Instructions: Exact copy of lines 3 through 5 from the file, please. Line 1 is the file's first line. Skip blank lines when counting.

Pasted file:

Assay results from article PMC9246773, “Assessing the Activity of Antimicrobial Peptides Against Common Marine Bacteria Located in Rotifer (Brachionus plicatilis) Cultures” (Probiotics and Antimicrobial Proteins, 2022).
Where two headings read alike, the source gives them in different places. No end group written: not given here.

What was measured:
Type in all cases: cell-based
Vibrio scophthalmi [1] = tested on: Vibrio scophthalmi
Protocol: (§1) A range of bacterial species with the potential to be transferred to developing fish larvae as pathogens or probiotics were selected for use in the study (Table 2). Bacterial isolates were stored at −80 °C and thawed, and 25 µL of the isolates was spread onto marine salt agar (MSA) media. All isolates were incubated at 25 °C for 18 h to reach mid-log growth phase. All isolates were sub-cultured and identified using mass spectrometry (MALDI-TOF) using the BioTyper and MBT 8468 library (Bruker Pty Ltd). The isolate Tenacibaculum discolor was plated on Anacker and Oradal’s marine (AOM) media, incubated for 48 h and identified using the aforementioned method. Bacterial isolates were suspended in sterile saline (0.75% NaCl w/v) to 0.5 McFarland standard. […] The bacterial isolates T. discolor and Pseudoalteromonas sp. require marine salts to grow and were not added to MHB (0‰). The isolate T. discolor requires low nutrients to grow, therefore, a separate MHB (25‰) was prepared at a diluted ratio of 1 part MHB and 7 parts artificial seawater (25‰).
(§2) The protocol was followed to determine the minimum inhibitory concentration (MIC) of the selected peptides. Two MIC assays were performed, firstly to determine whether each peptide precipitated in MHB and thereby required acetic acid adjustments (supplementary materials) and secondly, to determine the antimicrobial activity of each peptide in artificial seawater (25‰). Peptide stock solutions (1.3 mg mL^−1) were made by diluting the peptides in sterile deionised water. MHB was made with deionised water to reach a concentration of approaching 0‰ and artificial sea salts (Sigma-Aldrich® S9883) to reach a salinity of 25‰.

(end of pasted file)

What was measured:
Type in all cases: cell-based
Vibrio scophthalmi [1] = tested on: Vibrio scophthalmi